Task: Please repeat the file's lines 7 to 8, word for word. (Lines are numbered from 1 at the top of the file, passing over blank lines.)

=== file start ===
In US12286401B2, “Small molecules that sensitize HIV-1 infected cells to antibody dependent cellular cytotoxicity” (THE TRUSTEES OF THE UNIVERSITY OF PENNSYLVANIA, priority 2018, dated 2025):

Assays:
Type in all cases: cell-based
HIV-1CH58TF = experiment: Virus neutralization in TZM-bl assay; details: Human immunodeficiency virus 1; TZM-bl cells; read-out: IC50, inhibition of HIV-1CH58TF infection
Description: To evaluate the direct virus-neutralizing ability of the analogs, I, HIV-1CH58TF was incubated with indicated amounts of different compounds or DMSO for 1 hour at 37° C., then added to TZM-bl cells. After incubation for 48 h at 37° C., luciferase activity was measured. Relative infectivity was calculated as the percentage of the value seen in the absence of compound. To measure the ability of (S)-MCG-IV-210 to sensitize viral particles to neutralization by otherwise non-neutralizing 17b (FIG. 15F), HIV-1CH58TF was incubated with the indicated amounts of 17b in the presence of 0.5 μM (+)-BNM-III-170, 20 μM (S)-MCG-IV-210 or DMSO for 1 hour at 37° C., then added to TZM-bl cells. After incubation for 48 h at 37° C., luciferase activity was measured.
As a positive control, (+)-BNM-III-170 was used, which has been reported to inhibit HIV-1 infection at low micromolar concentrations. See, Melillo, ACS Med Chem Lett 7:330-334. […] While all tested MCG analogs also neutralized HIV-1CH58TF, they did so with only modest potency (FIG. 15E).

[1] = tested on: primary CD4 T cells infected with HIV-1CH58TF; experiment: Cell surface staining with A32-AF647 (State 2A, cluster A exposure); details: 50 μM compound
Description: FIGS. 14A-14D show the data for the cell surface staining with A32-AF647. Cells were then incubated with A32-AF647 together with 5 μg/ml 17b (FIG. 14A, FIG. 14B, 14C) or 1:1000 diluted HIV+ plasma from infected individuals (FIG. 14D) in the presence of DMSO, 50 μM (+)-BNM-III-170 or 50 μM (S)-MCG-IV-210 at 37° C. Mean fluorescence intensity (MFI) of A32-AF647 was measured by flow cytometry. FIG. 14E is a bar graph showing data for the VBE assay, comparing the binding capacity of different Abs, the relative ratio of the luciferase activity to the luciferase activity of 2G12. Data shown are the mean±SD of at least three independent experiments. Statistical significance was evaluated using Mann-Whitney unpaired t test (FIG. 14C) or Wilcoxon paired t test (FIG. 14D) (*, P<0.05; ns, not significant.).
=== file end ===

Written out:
[1] = tested on: primary CD4 T cells infected with HIV-1CH58TF; experiment: Cell surface staining with A32-AF647 (State 2A, cluster A exposure); details: 50 μM compound
Description: FIGS. 14A-14D show the data for the cell surface staining with A32-AF647. Cells were then incubated with A32-AF647 together with 5 μg/ml 17b (FIG. 14A, FIG. 14B, 14C) or 1:1000 diluted HIV+ plasma from infected individuals (FIG. 14D) in the presence of DMSO, 50 μM (+)-BNM-III-170 or 50 μM (S)-MCG-IV-210 at 37° C. Mean fluorescence intensity (MFI) of A32-AF647 was measured by flow cytometry. FIG. 14E is a bar graph showing data for the VBE assay, comparing the binding capacity of different Abs, the relative ratio of the luciferase activity to the luciferase activity of 2G12. Data shown are the mean±SD of at least three independent experiments. Statistical significance was evaluated using Mann-Whitney unpaired t test (FIG. 14C) or Wilcoxon paired t test (FIG. 14D) (*, P<0.05; ns, not significant.).